The Chattanooga Department of Education, Arts & Culture and the Chattanooga SE Tennessee Film Commission (a division of EAC) will launch the first annual Gig City Film Festival: “A Season for Nonviolence” at Heritage House Arts and Civic Center (1428 Jenkins Road) on Saturday, Feb. 2, from 9 a.m.-10 p.m.
Bringing independent filmmaking from Sundance to the Oscars to Southeast Tennessee, the Gig City Film Festival coincides with Chattanooga’s Season for Nonviolence spanning from Jan. 30 (marking the assassination of Mahatma Gandhi) and April 4 (marking the assassination of Dr. Martin Luther King, Jr.). To learn more about other upcoming “Season for Nonviolence” events, visit Education, Arts & Culture’s webpage on www.chattanooga.gov.
Utilizing the power of cinema, Education, Arts & Culture and the Chattanooga Film Commission have created a film festival which addresses one of the issues of today while also creating an interactive experience for its audience.
Working in partnership with the Nashville Film Festival; the Tennessee Film, Entertainment & Music Commission, and the National Coalition of Independent Film Organizations, EAC’s Gig City Film Festival has picked five award-winning films to highlight the need for tolerance and understanding and to help guide a community conversation about nonviolence.
Tennessee Film Commissioner Bob Raines said, “The Tennessee Film, Entertainment & Music Commission announces in partnership with the Chattanooga SE Tennessee Film Commission the Season for Nonviolence Film Festival. This is an expansion of the Nashville Film Festival with the goal of taking a great film event like this on the road and customizing it to other cities across the state—building new opportunities for film culture and economy in Tennessee. The Tennessee Film Commission is proud to sponsor this.”
An all-day ticket pass for the five films is $15, plus ticketing fee and individual screening tickets: are $5, plus ticketing fee. Tickets are available at the Memorial Auditorium Box Office or online at: http://www.etix.com/ticket/venue-Soldiers-and-Sailors-Memorial-Auditorium--City-of-Chattanooga-tickets/1468.htlm. Ticket availability is limited to existing venue capacity.
9-11:05 a.m. The Interrupters (125 min)
(2011 / Directed by Steve James): This film tells the story of a group of citizen activists, “The Interrupters” who make themselves urban diplomats in the heart of Chicago’s low-income neighborhoods to put an end to the deadliest year in the city’s history. There will be a conversation following this screening, please check Facebook event page for more information.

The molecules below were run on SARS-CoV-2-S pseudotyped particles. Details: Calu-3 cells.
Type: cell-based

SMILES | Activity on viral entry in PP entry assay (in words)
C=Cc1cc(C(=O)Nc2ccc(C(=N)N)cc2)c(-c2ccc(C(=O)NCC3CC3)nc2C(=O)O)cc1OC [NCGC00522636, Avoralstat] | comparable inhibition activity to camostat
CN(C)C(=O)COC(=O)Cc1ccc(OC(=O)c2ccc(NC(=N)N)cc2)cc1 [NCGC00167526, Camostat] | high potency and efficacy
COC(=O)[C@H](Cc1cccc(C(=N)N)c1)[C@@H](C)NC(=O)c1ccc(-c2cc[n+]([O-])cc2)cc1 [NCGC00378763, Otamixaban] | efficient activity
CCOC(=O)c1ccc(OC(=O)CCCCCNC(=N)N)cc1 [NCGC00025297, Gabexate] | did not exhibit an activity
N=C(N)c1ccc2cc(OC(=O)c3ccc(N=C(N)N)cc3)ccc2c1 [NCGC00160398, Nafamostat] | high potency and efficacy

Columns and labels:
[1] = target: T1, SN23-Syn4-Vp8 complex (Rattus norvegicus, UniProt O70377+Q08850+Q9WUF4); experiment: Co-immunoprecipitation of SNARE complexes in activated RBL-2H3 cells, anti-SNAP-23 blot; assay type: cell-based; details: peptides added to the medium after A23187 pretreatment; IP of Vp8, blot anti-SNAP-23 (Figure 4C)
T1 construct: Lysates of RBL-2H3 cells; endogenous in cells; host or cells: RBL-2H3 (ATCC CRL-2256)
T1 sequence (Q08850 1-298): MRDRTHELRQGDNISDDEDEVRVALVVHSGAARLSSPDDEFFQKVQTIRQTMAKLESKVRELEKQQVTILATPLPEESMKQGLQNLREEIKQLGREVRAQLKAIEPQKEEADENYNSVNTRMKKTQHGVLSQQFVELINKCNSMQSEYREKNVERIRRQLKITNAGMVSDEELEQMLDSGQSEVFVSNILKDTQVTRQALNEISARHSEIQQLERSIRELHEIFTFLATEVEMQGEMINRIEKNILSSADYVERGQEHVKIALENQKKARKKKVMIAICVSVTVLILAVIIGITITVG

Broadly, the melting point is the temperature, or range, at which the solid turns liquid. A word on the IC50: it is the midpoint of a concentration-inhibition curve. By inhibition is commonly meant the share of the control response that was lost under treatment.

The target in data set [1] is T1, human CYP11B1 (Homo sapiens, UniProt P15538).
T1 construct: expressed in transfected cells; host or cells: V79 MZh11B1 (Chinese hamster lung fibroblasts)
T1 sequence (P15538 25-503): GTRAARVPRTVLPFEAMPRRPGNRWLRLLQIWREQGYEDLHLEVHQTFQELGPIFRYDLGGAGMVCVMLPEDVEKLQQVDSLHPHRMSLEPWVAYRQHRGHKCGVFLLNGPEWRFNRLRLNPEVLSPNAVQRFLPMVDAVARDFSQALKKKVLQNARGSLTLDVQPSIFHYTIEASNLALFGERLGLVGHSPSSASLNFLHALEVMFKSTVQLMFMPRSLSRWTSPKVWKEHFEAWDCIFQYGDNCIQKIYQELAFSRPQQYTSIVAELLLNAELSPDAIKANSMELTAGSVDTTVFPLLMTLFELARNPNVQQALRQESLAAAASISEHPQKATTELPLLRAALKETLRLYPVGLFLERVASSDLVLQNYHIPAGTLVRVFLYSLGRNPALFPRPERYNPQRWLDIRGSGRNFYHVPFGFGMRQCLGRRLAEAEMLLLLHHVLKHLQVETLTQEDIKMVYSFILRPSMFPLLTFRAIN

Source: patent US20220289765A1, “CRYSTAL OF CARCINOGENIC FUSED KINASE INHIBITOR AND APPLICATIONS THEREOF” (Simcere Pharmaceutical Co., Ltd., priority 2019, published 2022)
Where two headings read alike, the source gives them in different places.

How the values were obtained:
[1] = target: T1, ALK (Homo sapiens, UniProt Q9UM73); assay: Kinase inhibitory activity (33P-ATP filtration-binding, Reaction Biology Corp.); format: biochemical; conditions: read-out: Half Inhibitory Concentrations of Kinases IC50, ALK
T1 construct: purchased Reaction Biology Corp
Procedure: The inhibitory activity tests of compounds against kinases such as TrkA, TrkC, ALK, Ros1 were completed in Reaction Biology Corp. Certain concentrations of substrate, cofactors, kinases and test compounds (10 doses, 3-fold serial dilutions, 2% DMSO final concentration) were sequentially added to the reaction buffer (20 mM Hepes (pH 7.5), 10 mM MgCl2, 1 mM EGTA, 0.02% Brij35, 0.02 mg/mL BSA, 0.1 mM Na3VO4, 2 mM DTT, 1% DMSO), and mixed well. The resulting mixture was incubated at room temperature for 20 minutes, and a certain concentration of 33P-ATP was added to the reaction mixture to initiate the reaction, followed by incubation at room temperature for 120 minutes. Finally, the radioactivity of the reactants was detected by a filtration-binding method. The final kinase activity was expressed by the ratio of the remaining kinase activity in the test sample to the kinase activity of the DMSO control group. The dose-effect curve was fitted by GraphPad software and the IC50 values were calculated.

Featured selection at the 2011 Sundance Film Festival
11:05-11:30 a.m.: Break #1 (25 min)
11:30 a.m.-1:10 p.m.: Kinyarwanda (100 min)
(2011 / Directed by Alrick Brown): This film tells the story of a young Tutsi woman and a young Hutu man who fall in love amidst the chaos of intercountry genocide; a soldier who struggles to foster a greater good while absent from her family; and a priest who grapples with his faith in the face of unspeakable horror.
Winner: World Cinema Audience Award: Dramatic at the Sundance Film Festival
Crystal Heart Award Winner: Feature Film at the 2011 Heartland Film Festival
Winner: Audience Award: Best International Feature Film at AFI Fest 2011
Voted one of renowned critic Roger Ebert’s “Top 11 Films of 2011”
1:10-2:30 p.m.: Lunch on your own (80 min)
2:30- 4:18 p.m.: Bully (98 min)
(2011 / Directed by Lee Hirsch): This renowned documentary on peer-to-peer bullying in schools across America hits especially close to home with the deaths of two Tennessee teens earlier this year.
Included among its many awards are being nominated as the Critics Choice (Broadcast Film Critics Association Award) for Best Documentary Feature of 2013 (winner to be announced January 11th); nominated for the Grand Jury Award in Documentary at the 2011 Silver Docs Film Festival; as well as winning both the Las Vegas and Washington, DC Film Critics Association Awards.
The film will be followed by a Q&A panel which will include the parents of Tyler Long, a victim of bullying who took his own life as a result.
4:18-4:30 p.m.: Break #2 (12 min)
4:30-5:30 p.m.: Panel: School Bullying with David and Tina Long, parents of student Tyler Long, featured in “Bully” (60 min)
5:30-7 p.m. Dinner on your own (90 min)
7-7:45 p.m.: Erasing Hate (45 min)
(2011 / Directed by Bill Brummel): This shocking documentary goes inside the world of Bryon Widner, a former skinhead "pit bull", as he undergoes painful treatments to remove the physical representation of the hate he had exhibited to the world for more than half his life.
Starting life as an MSNBC investigative special, this riveting documentary drew such widespread acclaim that a theatrical release quickly followed.
7:45-8 p.m.: Break #3 (15 min)
8-9:52 p.m.: Grand Finale: The Intouchables (112 min)
(2011 / Directed by Olivier Nakache & Eric Toledano): After he becomes a quadriplegic from a paragliding accident, an aristocrat hires a young man from the projects to be his caretaker. Based on a true story.
Official French Selection in the category of Best Foreign Film to the 2011 Academy Awards.
Winner: Best Actor and Grand Prix Award at the 2011 Tokyo International Film Festival
Top 5 Foreign Language Film of 2011 from the National Board of Review
Voted “Audience Favorite” at the 2012 Nashville Film Festival
For more information about the Heritage House Arts & Civic Center contact Director Chris Holley 855-9474 or firstname.lastname@example.org.
For more information about the Chattanooga SE Tennessee Film Commission or the city of Chattanooga Department of Education, Arts & Culture contact Melissa Turner at 425-7826 or email@example.com.